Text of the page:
Saturday, 27 April 2013

Juffage's Sonic Cauldron @ Left Bank Leeds, 26/04/13


Juffage’s usual live show always has the feel of a controlled experiment with his madcap and erratic one-man multitasking approach to setting up the complex looping of various instruments, cooking up a rich, dense musical brew.
However, this special one-off show is his most ambitious work to date, as he replaces the stew-pot of your regular gig venue with his immense ‘sonic cauldron’: the former church at Left Bank is converted into a surround sound arena, with numerous speakers, amplifiers and boomboxes places on all sides of the audience. With him being joined by some helping hands, from such sources as Sky Larkin and Vessels no less, this results in a weird and wonderful sonic experience like no other.
This is aided by the fact that the main man himself, aka Jeff T. Smith, has managed to put together a line-up of leftfield and progressive acts that make the best use of Left Bank as a performance space. This is clear from the opening strains played out by Ten, an ambient ensemble whose control and poise is phenomenal as they fill the room with their mournful, haunting and ultimately beautiful soundscapes. Those who have made it down early are truly rewarded by their fine emotional ebbs and flows.
More have gathered by the time bass virtuoso Steve Lawson takes to the stage, initially alone, yet soon joined by saxophonist Andy Williamson who begins, quite unexpectedly, at the back of the church, before encircling the crowd and eventually joining Steve at a raised platform just above him. The duo create uniquely loop-layered compositions with high levels of improvisation. Lawson’s bass set-up is as complex as the music itself, with an array of effects the likes of which few bassists would ever care to fathom, but which allow his 6-stringed instrument to sound like any other he wishes, ranging from as you’d expect, to distorted blues guitar, to synthesiser tones in an instant. While the babble from the bar does at times reverberate around the hall, Lawson’s innovative approach, coupled with Williamson’s passionately played sax, proves totally captivating for those gathered close.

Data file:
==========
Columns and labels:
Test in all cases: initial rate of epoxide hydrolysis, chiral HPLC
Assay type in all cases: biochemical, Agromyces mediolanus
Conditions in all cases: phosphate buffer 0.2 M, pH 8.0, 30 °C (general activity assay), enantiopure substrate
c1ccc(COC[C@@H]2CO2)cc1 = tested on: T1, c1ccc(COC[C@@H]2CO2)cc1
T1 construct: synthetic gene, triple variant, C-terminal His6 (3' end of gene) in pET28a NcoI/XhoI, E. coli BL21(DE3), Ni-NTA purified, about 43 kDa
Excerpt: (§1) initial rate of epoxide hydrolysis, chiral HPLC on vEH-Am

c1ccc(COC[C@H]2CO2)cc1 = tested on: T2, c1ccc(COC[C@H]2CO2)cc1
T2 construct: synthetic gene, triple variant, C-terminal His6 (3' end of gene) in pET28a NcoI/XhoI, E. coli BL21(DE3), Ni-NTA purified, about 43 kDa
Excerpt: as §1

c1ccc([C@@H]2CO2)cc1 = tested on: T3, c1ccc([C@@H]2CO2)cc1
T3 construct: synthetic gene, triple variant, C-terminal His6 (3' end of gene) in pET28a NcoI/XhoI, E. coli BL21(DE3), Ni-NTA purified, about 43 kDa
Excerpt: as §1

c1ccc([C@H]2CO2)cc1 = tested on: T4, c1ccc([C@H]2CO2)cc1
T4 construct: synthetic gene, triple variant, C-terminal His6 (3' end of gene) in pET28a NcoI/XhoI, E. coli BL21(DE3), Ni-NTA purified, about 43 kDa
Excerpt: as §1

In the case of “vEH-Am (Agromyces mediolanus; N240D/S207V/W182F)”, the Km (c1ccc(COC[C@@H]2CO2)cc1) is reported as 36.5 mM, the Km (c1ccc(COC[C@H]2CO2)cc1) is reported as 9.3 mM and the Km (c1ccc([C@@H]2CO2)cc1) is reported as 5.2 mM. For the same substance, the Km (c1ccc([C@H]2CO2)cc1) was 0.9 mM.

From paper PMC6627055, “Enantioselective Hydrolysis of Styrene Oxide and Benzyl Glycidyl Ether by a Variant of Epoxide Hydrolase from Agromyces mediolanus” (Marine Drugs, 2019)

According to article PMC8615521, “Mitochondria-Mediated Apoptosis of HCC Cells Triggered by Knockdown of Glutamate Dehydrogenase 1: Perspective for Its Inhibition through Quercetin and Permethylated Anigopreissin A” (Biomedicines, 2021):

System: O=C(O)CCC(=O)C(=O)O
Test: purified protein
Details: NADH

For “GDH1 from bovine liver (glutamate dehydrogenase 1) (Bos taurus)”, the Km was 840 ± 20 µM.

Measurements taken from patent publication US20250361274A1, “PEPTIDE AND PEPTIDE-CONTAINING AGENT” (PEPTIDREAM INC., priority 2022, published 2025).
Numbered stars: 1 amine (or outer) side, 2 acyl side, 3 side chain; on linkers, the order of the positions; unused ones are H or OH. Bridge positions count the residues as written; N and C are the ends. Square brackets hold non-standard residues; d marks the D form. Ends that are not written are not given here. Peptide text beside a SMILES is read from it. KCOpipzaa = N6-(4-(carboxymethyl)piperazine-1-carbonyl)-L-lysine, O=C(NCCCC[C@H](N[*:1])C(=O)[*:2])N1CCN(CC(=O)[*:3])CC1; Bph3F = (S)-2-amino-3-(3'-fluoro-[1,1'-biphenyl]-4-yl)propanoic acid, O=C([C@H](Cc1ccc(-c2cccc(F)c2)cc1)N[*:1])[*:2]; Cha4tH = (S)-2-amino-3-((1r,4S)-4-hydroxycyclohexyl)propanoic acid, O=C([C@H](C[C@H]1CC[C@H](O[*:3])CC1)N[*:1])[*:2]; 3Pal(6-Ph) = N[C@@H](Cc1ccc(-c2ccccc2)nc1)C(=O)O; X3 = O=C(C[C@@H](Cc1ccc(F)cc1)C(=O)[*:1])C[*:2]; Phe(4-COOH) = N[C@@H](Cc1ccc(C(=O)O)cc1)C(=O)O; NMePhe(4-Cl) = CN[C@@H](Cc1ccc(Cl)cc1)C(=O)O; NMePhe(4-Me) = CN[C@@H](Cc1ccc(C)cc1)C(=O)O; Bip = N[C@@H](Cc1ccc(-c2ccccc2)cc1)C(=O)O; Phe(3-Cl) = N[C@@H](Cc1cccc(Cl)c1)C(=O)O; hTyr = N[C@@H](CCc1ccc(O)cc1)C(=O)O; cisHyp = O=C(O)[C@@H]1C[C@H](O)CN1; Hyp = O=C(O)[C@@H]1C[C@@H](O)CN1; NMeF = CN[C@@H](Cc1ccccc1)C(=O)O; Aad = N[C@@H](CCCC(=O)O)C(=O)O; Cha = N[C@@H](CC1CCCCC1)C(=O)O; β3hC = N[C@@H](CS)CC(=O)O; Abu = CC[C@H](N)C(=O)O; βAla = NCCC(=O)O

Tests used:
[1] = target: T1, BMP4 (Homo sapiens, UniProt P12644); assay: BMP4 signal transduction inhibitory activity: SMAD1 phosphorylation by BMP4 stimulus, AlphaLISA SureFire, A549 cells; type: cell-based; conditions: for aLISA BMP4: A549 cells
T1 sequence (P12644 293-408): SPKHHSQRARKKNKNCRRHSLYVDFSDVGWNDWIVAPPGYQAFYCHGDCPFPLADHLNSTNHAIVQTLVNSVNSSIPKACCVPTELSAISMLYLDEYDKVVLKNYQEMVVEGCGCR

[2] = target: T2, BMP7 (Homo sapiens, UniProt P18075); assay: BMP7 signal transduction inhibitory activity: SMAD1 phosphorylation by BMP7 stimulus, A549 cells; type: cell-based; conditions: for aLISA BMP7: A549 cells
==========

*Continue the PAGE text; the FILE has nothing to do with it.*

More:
Thankfully the audience grant These Men’s polite request for the necessary hush to break into their a capella ditties. Their harmonies are pitch perfect, their quaint storytelling is charming, and their manners are impeccable. Having last seen them through the fog of a hangover in a cafĂ© on a Sunday morning, I didn’t think there would be a better setting for this most unusual of acts, but it turns out I was wrong. The acoustics suit them perfectly and they seem even better without having the task of soothing a sore head.
Juffage and his borrowed cohorts take to the stage with a word of explanation: tonight’s set will comprise of entirely original compositions written with the show in mind and the plethora of speakers are being governed by a specially designed computer programme that ensures that the experience will be entirely different depending on where you stand around the room. This of course makes it difficult to objectively characterise a performance that will be, in the band’s own words, totally subjective and unique to each individual. However, following the encouragement to move around proves most rewarding: in one spot the guitars and vocals shine through the mix, in another a few minutes later the electronic instrumentation takes centre stage. Not everyone makes this decisive break with gig etiquette however, being far too polite to consider shuffling past others, but tonight is all about the sonic journey, rather than an occasion where you might require a view of the action.
In any case, no matter where you stand, the experiment of the ‘cauldron’ is a success. The sound is dense, yet not without clarity and focus. And despite the relative lack of exciting chaos that have come to be synonymous with a Juffage show, the extra musicians allow for the songs to be played as originally intended, with all of their nuances left intact as Jeff is no longer limited by his own physical capabilities.